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Ban on fish pens debated in Olympia

Anticipating difficult negotiations with state regulators over their recent ban on net-pen salmon farming, the Island County commissioners are putting high hopes on new legislation proposed in Olympia.

If it becomes law, House Bill 1599 will empower cities and counties to prohibit the siting of net-pen farms through long-range planning documents known as shoreline master programs.

The new law would effectively end a long-standing power struggle between the state Department of Ecology — the agency mandated with reviewing, overseeing and enforcing tenets of the Shoreline Management Act — and local-government officials want more say over what activities are allowed in their areas.

“We should be able to have the ability to control our own waters,” Island County Commissioner Helen Price Johnson said.

In December, the commissioners wrapped up years of work by approving an update to its shoreline master program. The document will guide development on and along the waterfront for the next 20 years.

Among many controversial topics discussed, net-pen salmon farming was one of the only issues that garnered strong opinions but little argument. Public testimony was overwhelmingly in favor of prohibiting net-pen salmon farming from being allowed anywhere in Island County.

The board’s subsequent decision to prohibit pens of non-native fish altogether put it in league with Jefferson County, which has been battling for years with the Department of Ecology over its ban on net-pen farming.

State Rep. Kevin Van De Wege, D-Sequim, is one of HB 1599’s primary sponsors and Jefferson County Commissioner Phil Johnson has been a key figure behind the proposed legislation.

“The bottom line is they are deleterious to the environment,” Johnson said.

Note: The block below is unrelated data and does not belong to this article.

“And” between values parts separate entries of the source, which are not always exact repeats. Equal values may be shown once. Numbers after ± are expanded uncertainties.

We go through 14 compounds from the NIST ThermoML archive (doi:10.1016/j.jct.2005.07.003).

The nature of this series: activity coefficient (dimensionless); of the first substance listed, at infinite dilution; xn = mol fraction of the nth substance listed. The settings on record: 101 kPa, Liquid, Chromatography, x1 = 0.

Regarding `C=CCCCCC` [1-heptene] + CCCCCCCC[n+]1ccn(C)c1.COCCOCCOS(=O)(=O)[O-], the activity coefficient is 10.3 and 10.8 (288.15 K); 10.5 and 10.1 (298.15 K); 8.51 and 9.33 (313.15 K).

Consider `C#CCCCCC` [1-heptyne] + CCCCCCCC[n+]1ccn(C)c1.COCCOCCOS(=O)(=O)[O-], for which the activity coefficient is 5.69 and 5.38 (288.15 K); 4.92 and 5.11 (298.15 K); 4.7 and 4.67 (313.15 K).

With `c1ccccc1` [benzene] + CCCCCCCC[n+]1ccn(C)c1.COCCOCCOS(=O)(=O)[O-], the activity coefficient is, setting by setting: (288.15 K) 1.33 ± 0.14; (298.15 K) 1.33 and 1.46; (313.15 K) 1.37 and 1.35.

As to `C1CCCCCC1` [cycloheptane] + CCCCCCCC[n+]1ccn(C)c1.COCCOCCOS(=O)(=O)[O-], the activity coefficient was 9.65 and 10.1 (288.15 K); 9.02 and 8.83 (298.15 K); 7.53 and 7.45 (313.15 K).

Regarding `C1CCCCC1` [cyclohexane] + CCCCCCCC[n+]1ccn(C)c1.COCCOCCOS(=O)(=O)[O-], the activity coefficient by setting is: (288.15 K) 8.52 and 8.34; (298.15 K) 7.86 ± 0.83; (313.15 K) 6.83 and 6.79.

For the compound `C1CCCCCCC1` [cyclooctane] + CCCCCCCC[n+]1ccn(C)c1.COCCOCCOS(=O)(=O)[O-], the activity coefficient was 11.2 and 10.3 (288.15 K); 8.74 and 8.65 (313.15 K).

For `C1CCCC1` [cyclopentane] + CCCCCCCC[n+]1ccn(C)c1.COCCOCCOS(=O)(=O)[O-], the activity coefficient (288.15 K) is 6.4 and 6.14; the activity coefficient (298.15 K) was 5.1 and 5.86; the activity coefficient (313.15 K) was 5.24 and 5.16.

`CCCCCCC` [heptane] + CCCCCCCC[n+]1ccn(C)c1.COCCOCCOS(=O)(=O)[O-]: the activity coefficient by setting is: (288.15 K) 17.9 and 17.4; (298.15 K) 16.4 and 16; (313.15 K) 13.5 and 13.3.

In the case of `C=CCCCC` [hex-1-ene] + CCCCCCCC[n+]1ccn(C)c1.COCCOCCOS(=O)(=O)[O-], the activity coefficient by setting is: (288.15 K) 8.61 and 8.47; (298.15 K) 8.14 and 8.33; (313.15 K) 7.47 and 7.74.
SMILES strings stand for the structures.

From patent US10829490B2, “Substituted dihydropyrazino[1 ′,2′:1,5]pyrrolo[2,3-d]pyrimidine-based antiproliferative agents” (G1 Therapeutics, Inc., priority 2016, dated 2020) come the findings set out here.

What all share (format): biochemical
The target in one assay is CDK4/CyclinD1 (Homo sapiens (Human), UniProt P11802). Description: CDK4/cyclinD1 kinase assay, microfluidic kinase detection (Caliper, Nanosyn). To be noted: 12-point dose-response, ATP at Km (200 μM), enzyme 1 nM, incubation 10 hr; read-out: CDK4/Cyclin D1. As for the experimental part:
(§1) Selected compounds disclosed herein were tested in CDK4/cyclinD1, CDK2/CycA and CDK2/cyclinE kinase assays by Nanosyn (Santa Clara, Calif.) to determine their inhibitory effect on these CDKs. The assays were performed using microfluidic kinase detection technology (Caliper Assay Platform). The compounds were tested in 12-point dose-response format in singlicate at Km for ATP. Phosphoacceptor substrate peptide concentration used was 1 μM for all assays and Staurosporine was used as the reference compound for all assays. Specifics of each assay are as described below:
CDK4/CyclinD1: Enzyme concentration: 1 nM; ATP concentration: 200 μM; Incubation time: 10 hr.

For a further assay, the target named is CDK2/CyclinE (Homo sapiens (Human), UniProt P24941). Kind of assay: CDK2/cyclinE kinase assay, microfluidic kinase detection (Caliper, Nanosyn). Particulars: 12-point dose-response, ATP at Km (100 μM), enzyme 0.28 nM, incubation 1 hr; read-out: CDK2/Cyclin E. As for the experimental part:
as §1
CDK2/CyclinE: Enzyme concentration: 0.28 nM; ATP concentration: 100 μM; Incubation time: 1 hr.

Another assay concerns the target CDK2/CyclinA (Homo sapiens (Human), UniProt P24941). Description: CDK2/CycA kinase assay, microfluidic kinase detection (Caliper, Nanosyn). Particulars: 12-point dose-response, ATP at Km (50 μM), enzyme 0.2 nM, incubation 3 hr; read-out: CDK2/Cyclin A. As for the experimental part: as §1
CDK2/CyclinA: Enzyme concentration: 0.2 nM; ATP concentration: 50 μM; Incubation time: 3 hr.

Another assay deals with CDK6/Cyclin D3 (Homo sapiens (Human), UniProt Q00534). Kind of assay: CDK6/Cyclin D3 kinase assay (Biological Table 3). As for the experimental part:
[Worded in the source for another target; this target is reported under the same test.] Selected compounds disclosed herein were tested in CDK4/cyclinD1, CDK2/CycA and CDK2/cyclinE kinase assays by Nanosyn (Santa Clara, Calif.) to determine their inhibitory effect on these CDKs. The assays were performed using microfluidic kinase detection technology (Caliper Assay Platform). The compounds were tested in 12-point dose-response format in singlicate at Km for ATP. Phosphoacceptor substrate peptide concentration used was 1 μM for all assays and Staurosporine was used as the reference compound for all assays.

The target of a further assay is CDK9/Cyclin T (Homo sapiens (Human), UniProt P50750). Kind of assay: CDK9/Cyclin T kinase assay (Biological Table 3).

State Rep. Norma Smith, R-Clinton, is not one of the bill’s sponsors, but said Friday that she could throw her support behind the bill in its current form.

“As it stands now, I think it’s a good bill, but I want to see it when it comes out of committee,” Smith said.

“Counties should have the ability make their own decision,” she said.

The Island County commissioners are doing what they can to ensure the bill’s passage, having unanimously approved and submitted a letter of support.

According to Price Johnson, Island and Jefferson counties adopted bans are not a violation of state law, but rather a statement of autonomy when it comes to the permitting of commercial activity.

“We’re asserting our local control over our planning process,” she said.

David Pater, a shoreline planner with the Department of Ecology and the official reviewing the county’s plan, said the agency’s position is that net-pen farming can’t be banned outright because it’s an allowed water-dependent use.

Limiting activities on the water to those that can’t take place anywhere else is one of the cornerstones of the Shoreline Management Act, he said.

The Department of Ecology has the tricky job of managing that basic tenet with other pillars of the act, such as environmental protection and access to the water.

“We’re trying to manage that balance and that’s the challenge with these SMPs,” Pater said.

The department has communicated several concerns to county officials about restrictions in the update; the language concerning net-pen farming is one of them.

Pater said he is hopeful the issues can be worked through cooperatively, but acknowledged that the proposed legislation could alter the discussion significantly if passed.

“This bill could change a lot of things,” he said.

Smith said Friday morning that she would be surprised if the bill doesn’t make it out of committee.

Should the bill die, Price Johnson said she would be “patient but persistent” and continue lobbying for the prohibition of net-pen farming in Island County.

The public was “loud and clear” in its opposition to their presence anywhere around Whidbey or Camano Islands, she said.

“That’s significant to me,” she said.

 

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